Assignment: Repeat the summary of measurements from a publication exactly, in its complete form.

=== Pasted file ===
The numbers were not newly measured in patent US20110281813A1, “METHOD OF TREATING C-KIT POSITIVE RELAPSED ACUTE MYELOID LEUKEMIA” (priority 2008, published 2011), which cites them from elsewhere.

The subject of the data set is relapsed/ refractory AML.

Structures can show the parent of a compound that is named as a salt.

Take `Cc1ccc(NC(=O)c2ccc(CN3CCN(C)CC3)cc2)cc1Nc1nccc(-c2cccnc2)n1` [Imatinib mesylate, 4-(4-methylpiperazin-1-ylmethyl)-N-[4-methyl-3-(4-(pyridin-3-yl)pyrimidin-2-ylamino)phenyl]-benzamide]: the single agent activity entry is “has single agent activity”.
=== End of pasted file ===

The numbers were not newly measured in patent US20110281813A1, “METHOD OF TREATING C-KIT POSITIVE RELAPSED ACUTE MYELOID LEUKEMIA” (priority 2008, published 2011), which cites them from elsewhere.

The subject of the data set is relapsed/ refractory AML.

Structures can show the parent of a compound that is named as a salt.

Take `Cc1ccc(NC(=O)c2ccc(CN3CCN(C)CC3)cc2)cc1Nc1nccc(-c2cccnc2)n1` [Imatinib mesylate, 4-(4-methylpiperazin-1-ylmethyl)-N-[4-methyl-3-(4-(pyridin-3-yl)pyrimidin-2-ylamino)phenyl]-benzamide]: the single agent activity entry is “has single agent activity”.